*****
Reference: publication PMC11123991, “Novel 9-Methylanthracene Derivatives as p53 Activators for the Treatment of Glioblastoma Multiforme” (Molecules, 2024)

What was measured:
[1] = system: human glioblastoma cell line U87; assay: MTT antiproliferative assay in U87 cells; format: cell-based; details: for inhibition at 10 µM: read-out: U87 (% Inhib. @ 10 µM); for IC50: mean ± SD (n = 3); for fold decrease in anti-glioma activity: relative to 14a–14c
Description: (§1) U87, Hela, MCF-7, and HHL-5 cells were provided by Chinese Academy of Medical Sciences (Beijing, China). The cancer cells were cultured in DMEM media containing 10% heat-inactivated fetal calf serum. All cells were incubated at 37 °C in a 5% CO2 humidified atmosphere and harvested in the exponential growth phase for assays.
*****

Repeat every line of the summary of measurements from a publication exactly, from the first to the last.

Reference: publication PMC11123991, “Novel 9-Methylanthracene Derivatives as p53 Activators for the Treatment of Glioblastoma Multiforme” (Molecules, 2024)

What was measured:
[1] = system: human glioblastoma cell line U87; assay: MTT antiproliferative assay in U87 cells; format: cell-based; details: for inhibition at 10 µM: read-out: U87 (% Inhib. @ 10 µM); for IC50: mean ± SD (n = 3); for fold decrease in anti-glioma activity: relative to 14a–14c
Description: (§1) U87, Hela, MCF-7, and HHL-5 cells were provided by Chinese Academy of Medical Sciences (Beijing, China). The cancer cells were cultured in DMEM media containing 10% heat-inactivated fetal calf serum. All cells were incubated at 37 °C in a 5% CO2 humidified atmosphere and harvested in the exponential growth phase for assays.